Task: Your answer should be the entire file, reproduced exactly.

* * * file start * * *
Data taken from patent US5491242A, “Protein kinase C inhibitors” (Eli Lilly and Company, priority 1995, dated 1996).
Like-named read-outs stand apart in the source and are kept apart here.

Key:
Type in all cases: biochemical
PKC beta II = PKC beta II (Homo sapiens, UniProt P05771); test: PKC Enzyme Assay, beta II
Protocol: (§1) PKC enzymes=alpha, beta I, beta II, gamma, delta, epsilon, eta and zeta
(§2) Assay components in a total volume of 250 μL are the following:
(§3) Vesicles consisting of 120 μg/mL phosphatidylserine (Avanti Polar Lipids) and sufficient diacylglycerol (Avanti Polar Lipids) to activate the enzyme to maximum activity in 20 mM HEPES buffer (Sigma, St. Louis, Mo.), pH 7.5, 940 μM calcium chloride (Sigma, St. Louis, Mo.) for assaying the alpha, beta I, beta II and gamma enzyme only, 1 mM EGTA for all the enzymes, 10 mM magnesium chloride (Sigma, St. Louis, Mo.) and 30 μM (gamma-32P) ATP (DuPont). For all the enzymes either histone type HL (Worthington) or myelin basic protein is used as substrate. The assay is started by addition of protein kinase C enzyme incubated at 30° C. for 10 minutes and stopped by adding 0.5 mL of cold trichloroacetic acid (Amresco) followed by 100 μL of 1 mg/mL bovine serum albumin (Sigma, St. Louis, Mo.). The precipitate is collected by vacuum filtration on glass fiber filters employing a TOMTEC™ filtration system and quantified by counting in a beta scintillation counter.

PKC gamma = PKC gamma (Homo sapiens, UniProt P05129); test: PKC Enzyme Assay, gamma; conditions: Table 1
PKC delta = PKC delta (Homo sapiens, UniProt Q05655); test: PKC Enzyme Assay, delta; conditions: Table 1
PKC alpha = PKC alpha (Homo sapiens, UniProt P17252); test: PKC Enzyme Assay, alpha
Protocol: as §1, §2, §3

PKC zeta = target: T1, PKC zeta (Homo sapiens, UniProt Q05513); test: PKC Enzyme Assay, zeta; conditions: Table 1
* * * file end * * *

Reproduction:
Data taken from patent US5491242A, “Protein kinase C inhibitors” (Eli Lilly and Company, priority 1995, dated 1996).
Like-named read-outs stand apart in the source and are kept apart here.

Key:
Type in all cases: biochemical
PKC beta II = PKC beta II (Homo sapiens, UniProt P05771); test: PKC Enzyme Assay, beta II
Protocol: (§1) PKC enzymes=alpha, beta I, beta II, gamma, delta, epsilon, eta and zeta
(§2) Assay components in a total volume of 250 μL are the following:
(§3) Vesicles consisting of 120 μg/mL phosphatidylserine (Avanti Polar Lipids) and sufficient diacylglycerol (Avanti Polar Lipids) to activate the enzyme to maximum activity in 20 mM HEPES buffer (Sigma, St. Louis, Mo.), pH 7.5, 940 μM calcium chloride (Sigma, St. Louis, Mo.) for assaying the alpha, beta I, beta II and gamma enzyme only, 1 mM EGTA for all the enzymes, 10 mM magnesium chloride (Sigma, St. Louis, Mo.) and 30 μM (gamma-32P) ATP (DuPont). For all the enzymes either histone type HL (Worthington) or myelin basic protein is used as substrate. The assay is started by addition of protein kinase C enzyme incubated at 30° C. for 10 minutes and stopped by adding 0.5 mL of cold trichloroacetic acid (Amresco) followed by 100 μL of 1 mg/mL bovine serum albumin (Sigma, St. Louis, Mo.). The precipitate is collected by vacuum filtration on glass fiber filters employing a TOMTEC™ filtration system and quantified by counting in a beta scintillation counter.

PKC gamma = PKC gamma (Homo sapiens, UniProt P05129); test: PKC Enzyme Assay, gamma; conditions: Table 1
PKC delta = PKC delta (Homo sapiens, UniProt Q05655); test: PKC Enzyme Assay, delta; conditions: Table 1
PKC alpha = PKC alpha (Homo sapiens, UniProt P17252); test: PKC Enzyme Assay, alpha
Protocol: as §1, §2, §3

PKC zeta = target: T1, PKC zeta (Homo sapiens, UniProt Q05513); test: PKC Enzyme Assay, zeta; conditions: Table 1